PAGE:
Govt shuts down 57 ‘bogus’ colleges

Source: Govt shuts down 57 ‘bogus’ colleges – NewsDay Zimbabwe August 7, 2017

THE Ministry of Higher and Tertiary Education has de-registered 57 private colleges for operating without proper registration, and condemned over a 100 others for operating illegally.


Scores of private schools and colleges have sprouted across the country, with most of them operating in substandard structures and with underqualified personnel, thus comprising the quality of education.

In a notice yesterday, the Higher and Tertiary Education ministry said its investigations, as empowered by an enabling Act, revealed students were being fleeced by paying tuition fees to bogus institutions.

The Ministry de-registered 10 bogus institutions in Bulawayo, 16 in Harare, 8 in Manicaland, 13 in Midlands, 5 in Masvingo and another 5 in Mashonaland West.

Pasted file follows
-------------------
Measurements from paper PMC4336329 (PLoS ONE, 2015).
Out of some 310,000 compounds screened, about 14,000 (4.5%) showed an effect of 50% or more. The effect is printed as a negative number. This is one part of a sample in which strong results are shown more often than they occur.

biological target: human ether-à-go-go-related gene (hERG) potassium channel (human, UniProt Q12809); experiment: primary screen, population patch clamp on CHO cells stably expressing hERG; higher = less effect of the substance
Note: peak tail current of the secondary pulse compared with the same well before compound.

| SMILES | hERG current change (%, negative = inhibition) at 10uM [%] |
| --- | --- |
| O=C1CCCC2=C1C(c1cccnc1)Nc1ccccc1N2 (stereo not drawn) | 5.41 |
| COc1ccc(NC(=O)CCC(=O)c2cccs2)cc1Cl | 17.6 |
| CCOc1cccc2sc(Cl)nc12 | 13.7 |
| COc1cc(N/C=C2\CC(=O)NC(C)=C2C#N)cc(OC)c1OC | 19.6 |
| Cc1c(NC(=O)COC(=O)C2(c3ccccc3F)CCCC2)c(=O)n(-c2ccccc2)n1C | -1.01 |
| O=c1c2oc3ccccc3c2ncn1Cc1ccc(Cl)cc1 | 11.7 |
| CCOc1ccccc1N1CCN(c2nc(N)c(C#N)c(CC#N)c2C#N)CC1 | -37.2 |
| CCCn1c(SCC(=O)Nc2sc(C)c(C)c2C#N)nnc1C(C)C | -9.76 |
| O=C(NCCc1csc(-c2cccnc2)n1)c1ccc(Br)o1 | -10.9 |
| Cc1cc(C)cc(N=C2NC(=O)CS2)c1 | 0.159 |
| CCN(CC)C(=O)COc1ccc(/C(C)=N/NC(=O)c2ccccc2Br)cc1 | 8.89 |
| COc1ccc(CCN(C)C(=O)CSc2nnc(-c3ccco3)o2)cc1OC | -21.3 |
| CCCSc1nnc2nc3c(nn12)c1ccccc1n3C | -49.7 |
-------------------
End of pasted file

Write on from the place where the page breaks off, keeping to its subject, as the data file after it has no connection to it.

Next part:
“The Ministry of Higher and Tertiary Education, Science and Technology Development is carrying out its mandate of inspecting private and independent training institutions to ensure that they are compliant with the Manpower Planning and Development Act Chapter 28:02b subsection 1 and Statutory Instrument 333 of 1996 and 26 of 2001 on critical issues of registration that guarantee quality education and training.

“In this on-going exercise, institutions in Bulawayo metro, Harare metro and Chitungwiza, Manicaland, Mashonaland Central, Mashanoland East, Mashonaland West, Masvingo, Matabeleland North, Matabeleland South and Midlands provinces have been inspected,” the ministry said before listing the closed colleges and several others that have been condemned for operating illegally.

This is not the first time that the Higher Education ministry has closed bogus private institutions. In 2014, government shut 200 private schools and colleges throughout the country following a crackdown against illegal institutions, which were not complying with the country’s laws.

In 2012, a similar exercise was carried out and over 200 illegal colleges and private schools were closed for operating outside the requirements of the law.

Of the over 200 colleges closed in 2012, over 100 were from Bulawayo and their closure caused panic among students as the exercise was carried out at a time when most students were writing their final examinations